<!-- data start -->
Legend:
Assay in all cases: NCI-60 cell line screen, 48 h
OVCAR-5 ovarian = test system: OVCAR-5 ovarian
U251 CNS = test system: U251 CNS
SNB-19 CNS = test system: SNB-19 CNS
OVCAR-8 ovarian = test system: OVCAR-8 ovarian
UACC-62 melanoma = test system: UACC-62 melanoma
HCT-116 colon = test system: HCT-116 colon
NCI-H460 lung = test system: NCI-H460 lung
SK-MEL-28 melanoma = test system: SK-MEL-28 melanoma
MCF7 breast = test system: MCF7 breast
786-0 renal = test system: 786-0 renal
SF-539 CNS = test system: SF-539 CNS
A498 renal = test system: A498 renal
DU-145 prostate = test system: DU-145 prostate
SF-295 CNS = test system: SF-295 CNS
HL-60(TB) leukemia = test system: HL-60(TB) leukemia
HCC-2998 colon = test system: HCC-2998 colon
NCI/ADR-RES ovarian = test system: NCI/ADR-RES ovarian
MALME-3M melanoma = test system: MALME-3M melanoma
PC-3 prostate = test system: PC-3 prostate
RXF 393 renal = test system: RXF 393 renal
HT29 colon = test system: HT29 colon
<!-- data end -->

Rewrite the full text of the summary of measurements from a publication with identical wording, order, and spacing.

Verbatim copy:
Legend:
Assay in all cases: NCI-60 cell line screen, 48 h
OVCAR-5 ovarian = test system: OVCAR-5 ovarian
U251 CNS = test system: U251 CNS
SNB-19 CNS = test system: SNB-19 CNS
OVCAR-8 ovarian = test system: OVCAR-8 ovarian
UACC-62 melanoma = test system: UACC-62 melanoma
HCT-116 colon = test system: HCT-116 colon
NCI-H460 lung = test system: NCI-H460 lung
SK-MEL-28 melanoma = test system: SK-MEL-28 melanoma
MCF7 breast = test system: MCF7 breast
786-0 renal = test system: 786-0 renal
SF-539 CNS = test system: SF-539 CNS
A498 renal = test system: A498 renal
DU-145 prostate = test system: DU-145 prostate
SF-295 CNS = test system: SF-295 CNS
HL-60(TB) leukemia = test system: HL-60(TB) leukemia
HCC-2998 colon = test system: HCC-2998 colon
NCI/ADR-RES ovarian = test system: NCI/ADR-RES ovarian
MALME-3M melanoma = test system: MALME-3M melanoma
PC-3 prostate = test system: PC-3 prostate
RXF 393 renal = test system: RXF 393 renal
HT29 colon = test system: HT29 colon